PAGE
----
Distinguished friends

Herman Ouseley

Lord Ouseley is an independent people management and organisation culture-change consultant. Until recently he was the president of Different Realities Partnership Ltd, a consultancy specialising in equality, diversity and people management strategies. He was previously the Executive Chairman of the Commission for Racial Equality (1993–2000). Before that he was a local government officer for some 30 years, serving as chief executive of the London Borough of Lambeth, as well as the former Inner London Education Authority, where he was also previously a director of education. He held a wide variety of different positions in other authorities during that period.

Herman Ouseley is regularly involved in undertaking organisational reviews or conducting commissioned inquiries into serious performance failures by public bodies. He is also actively involved with several charitable and voluntary organisations; he is a council member of the Institute of Race Relations, a trustee of the Manchester United Foundation and is patron of several other bodies. He is currently the chair of the Chandran Foundation, Kick It Out (the national campaign to achieve equality and inclusion in football), Policy Research Institute on Ageing and Ethnicity and FIRST (Focus Institute on Rights and Social Transformation).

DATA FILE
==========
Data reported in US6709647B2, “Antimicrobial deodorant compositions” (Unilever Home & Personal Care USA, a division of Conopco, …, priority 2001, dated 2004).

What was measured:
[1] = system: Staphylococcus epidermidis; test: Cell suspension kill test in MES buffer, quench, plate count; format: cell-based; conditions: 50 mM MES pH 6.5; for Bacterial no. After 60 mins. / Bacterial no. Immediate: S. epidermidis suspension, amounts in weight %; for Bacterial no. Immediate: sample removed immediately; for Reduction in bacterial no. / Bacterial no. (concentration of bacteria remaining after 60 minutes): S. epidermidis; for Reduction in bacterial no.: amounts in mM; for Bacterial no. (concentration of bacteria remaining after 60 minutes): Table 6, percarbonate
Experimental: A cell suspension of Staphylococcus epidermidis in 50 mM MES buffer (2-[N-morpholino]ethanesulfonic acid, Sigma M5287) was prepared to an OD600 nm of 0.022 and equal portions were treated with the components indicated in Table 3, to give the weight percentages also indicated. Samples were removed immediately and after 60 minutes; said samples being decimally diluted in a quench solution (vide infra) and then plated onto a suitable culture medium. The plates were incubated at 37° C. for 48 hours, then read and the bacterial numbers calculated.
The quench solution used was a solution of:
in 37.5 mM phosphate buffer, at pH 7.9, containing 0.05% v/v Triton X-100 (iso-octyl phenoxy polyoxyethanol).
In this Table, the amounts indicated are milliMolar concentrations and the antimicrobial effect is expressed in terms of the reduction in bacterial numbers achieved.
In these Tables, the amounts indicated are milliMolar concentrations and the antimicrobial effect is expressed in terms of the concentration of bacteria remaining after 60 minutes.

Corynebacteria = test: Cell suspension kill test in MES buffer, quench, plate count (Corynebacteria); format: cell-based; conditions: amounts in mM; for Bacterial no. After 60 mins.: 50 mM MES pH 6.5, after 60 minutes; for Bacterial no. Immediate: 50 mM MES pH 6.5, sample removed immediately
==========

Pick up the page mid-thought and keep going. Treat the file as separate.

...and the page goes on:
Herman is a non-executive director of Focus Consultancy Ltd and a former independent adviser to the HMRC on its equality and diversity development activities. He is a member of the HMIC’s Advisers Group to the Chief Inspector of Constabularies. He is also a former council member of the Football Association.

Herman has been awarded 13 honorary degrees from universities across the UK in recognition of his considerable contribution to education, policy studies, local government developments, legislative enforcement, and community-led social action. He was knighted in 1997 for services to local government and community relations in Great Britain. He was appointed as a member of the House of Lords in 2001 and sits on the cross-benches as an independent peer. He is a former president of the Local Government Association (2002–5), of which he is currently a vice-president.